Tension-between-Obama-and-NetanyahuIn his masterpiece, Crisis of the House Divided, the late, great Harry Jaffa undertook the task of defining statesmanship:

“The task of statesmanship, in part, is to clarify the alternatives that are before the country and to compel the people to a genuine and not a spurious or illusory choice.”

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Member Post

 

It’s a simple formula, with three parts: 1) “I will do whatever is necessary to defend the United States of America.” Be clear and forceful. More

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Promoted from the Ricochet Member Feed by Editors Created with Sketch. The Ballad of Barry and Ben

 

399px-Barack_Obama_and_Benyamin_NetanyahuThe president and Israeli Prime Minister Benjamin Netanyahu have never been very close, but during the sensitive negotiations with Iran — wherein it has been proposed that Iran take a 10-year break from nuclear development — the Prime Minister will be visiting Congress, in the process upsetting the president’s apple cart by providing a different perspective on the true dangers posed by the Iran deal.

Priorities seem to be truly skewed in this discussion. One of the president’s supporters (Senator Tim Kaine of Virginia) almost went as far as invoking the Prime Directive (against interference in the history of primitive cultures — a philosophical perspective evoked in the original Star Trek series) as somehow more important than addressing what is certainly an existential threat of nuclear proliferation by terrorist-sponsoring regimes, a threat to not only Israel and America, but to the rest of the world.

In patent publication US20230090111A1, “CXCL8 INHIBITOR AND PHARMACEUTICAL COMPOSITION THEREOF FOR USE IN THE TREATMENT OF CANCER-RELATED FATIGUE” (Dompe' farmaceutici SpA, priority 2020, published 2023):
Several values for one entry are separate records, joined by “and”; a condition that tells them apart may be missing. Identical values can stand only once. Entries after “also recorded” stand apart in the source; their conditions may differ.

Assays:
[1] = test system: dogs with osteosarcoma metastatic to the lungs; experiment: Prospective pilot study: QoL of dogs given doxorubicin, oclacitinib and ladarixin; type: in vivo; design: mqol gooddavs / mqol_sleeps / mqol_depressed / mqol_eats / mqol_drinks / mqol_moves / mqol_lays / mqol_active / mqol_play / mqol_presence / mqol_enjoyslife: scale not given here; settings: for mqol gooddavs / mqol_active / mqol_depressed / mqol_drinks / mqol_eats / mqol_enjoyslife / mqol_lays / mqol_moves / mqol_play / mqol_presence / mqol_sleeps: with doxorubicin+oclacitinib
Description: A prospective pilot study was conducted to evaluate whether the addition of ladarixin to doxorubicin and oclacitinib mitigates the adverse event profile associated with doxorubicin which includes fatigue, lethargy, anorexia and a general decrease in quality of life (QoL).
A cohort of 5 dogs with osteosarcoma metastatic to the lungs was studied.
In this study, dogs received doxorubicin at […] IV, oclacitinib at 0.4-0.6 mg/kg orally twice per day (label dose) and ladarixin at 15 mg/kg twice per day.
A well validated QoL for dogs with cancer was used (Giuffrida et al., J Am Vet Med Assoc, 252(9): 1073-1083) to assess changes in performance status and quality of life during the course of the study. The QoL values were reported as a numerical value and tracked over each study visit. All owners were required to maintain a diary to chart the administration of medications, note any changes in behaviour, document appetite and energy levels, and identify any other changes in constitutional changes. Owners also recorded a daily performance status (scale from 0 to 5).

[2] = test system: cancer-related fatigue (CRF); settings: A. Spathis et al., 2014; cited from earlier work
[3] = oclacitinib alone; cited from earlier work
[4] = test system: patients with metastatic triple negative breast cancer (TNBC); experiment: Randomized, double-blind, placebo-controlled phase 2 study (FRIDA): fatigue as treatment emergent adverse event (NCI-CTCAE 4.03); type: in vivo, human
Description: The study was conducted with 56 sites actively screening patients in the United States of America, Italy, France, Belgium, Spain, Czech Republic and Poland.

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Contributor Post Created with Sketch. What Ukraine Should Do Now

 

Vladimir_Putin_12024In a new piece I have up at Forbes, I lay out exactly what’s at stake for the West with Vladimir Putin’s continued aggression in Ukraine. In short, Putin wants nothing less than to unravel NATO. The U.S. has been decidedly unhelpful in assisting Ukraine, even though our allies there are much more reliable than the ones we’ve been arming in Syria, Iraq, and Libya. So what should Ukraine do now? My suggestion: